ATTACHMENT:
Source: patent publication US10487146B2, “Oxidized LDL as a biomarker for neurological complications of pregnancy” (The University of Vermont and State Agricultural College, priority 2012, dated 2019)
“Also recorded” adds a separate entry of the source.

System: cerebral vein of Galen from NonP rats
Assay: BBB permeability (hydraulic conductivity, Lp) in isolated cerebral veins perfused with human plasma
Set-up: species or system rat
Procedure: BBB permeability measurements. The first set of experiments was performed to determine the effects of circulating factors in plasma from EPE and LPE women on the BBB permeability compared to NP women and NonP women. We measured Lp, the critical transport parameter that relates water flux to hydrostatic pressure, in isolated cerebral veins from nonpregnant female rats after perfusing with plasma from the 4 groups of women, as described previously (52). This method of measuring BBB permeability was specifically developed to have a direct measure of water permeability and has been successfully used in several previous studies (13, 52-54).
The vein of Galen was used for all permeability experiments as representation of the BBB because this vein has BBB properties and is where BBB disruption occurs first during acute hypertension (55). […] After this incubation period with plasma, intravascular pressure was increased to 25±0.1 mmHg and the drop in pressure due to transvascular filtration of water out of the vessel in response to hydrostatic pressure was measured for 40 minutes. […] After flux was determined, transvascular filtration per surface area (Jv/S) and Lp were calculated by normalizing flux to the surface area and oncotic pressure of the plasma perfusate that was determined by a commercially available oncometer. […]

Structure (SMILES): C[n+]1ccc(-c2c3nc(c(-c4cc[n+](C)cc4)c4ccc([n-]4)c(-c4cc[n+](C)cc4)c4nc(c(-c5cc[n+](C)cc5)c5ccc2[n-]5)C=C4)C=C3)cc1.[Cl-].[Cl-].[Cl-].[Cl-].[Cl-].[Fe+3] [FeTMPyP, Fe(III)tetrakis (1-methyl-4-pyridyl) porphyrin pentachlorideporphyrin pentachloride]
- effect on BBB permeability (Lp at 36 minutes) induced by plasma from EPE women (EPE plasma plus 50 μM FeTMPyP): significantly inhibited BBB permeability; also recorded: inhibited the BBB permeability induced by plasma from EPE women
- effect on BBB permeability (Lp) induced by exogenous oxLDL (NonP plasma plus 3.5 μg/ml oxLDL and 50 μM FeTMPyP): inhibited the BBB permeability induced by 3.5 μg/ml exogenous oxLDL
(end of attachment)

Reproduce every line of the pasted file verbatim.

Source: patent publication US10487146B2, “Oxidized LDL as a biomarker for neurological complications of pregnancy” (The University of Vermont and State Agricultural College, priority 2012, dated 2019)
“Also recorded” adds a separate entry of the source.

System: cerebral vein of Galen from NonP rats
Assay: BBB permeability (hydraulic conductivity, Lp) in isolated cerebral veins perfused with human plasma
Set-up: species or system rat
Procedure: BBB permeability measurements. The first set of experiments was performed to determine the effects of circulating factors in plasma from EPE and LPE women on the BBB permeability compared to NP women and NonP women. We measured Lp, the critical transport parameter that relates water flux to hydrostatic pressure, in isolated cerebral veins from nonpregnant female rats after perfusing with plasma from the 4 groups of women, as described previously (52). This method of measuring BBB permeability was specifically developed to have a direct measure of water permeability and has been successfully used in several previous studies (13, 52-54).
The vein of Galen was used for all permeability experiments as representation of the BBB because this vein has BBB properties and is where BBB disruption occurs first during acute hypertension (55). […] After this incubation period with plasma, intravascular pressure was increased to 25±0.1 mmHg and the drop in pressure due to transvascular filtration of water out of the vessel in response to hydrostatic pressure was measured for 40 minutes. […] After flux was determined, transvascular filtration per surface area (Jv/S) and Lp were calculated by normalizing flux to the surface area and oncotic pressure of the plasma perfusate that was determined by a commercially available oncometer. […]

Structure (SMILES): C[n+]1ccc(-c2c3nc(c(-c4cc[n+](C)cc4)c4ccc([n-]4)c(-c4cc[n+](C)cc4)c4nc(c(-c5cc[n+](C)cc5)c5ccc2[n-]5)C=C4)C=C3)cc1.[Cl-].[Cl-].[Cl-].[Cl-].[Cl-].[Fe+3] [FeTMPyP, Fe(III)tetrakis (1-methyl-4-pyridyl) porphyrin pentachlorideporphyrin pentachloride]
- effect on BBB permeability (Lp at 36 minutes) induced by plasma from EPE women (EPE plasma plus 50 μM FeTMPyP): significantly inhibited BBB permeability; also recorded: inhibited the BBB permeability induced by plasma from EPE women
- effect on BBB permeability (Lp) induced by exogenous oxLDL (NonP plasma plus 3.5 μg/ml oxLDL and 50 μM FeTMPyP): inhibited the BBB permeability induced by 3.5 μg/ml exogenous oxLDL